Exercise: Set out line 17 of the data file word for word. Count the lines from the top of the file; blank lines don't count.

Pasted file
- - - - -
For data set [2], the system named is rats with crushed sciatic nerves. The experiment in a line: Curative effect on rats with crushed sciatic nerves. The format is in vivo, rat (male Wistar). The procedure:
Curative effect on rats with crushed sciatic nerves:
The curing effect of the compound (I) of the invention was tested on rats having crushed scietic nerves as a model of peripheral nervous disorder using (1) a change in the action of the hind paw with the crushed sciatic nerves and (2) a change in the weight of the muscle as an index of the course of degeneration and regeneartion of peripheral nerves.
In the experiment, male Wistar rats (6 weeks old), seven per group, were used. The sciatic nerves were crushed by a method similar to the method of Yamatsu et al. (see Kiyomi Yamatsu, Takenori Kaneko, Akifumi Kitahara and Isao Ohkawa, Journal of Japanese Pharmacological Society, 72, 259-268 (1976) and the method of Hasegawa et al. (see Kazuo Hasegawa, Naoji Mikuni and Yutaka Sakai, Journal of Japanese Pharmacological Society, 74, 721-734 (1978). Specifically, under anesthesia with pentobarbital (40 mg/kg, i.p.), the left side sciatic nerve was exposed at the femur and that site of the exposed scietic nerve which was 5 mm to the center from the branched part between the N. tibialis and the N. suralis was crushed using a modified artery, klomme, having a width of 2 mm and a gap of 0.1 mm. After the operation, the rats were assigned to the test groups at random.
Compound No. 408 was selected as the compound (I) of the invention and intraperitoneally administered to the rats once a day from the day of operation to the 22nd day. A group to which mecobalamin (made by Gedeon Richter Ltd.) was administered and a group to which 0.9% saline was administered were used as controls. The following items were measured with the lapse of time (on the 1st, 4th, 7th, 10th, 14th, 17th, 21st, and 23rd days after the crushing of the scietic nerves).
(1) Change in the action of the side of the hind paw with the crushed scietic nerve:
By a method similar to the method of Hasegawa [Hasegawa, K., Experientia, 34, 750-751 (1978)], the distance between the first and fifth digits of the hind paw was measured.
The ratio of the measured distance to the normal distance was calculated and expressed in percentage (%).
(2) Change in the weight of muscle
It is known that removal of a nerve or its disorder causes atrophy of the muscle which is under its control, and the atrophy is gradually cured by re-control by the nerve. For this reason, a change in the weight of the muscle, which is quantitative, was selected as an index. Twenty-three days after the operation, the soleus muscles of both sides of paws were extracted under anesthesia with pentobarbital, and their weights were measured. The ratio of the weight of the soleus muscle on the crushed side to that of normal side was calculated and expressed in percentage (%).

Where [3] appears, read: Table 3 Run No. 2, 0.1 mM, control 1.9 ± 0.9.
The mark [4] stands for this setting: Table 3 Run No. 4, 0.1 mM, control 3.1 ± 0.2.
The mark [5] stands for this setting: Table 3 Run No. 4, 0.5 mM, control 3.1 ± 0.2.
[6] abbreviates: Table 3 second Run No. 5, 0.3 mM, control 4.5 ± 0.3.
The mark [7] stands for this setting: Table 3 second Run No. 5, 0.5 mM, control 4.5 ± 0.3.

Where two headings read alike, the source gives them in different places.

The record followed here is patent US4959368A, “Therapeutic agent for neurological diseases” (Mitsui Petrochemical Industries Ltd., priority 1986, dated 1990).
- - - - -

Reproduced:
The record followed here is patent US4959368A, “Therapeutic agent for neurological diseases” (Mitsui Petrochemical Industries Ltd., priority 1986, dated 1990).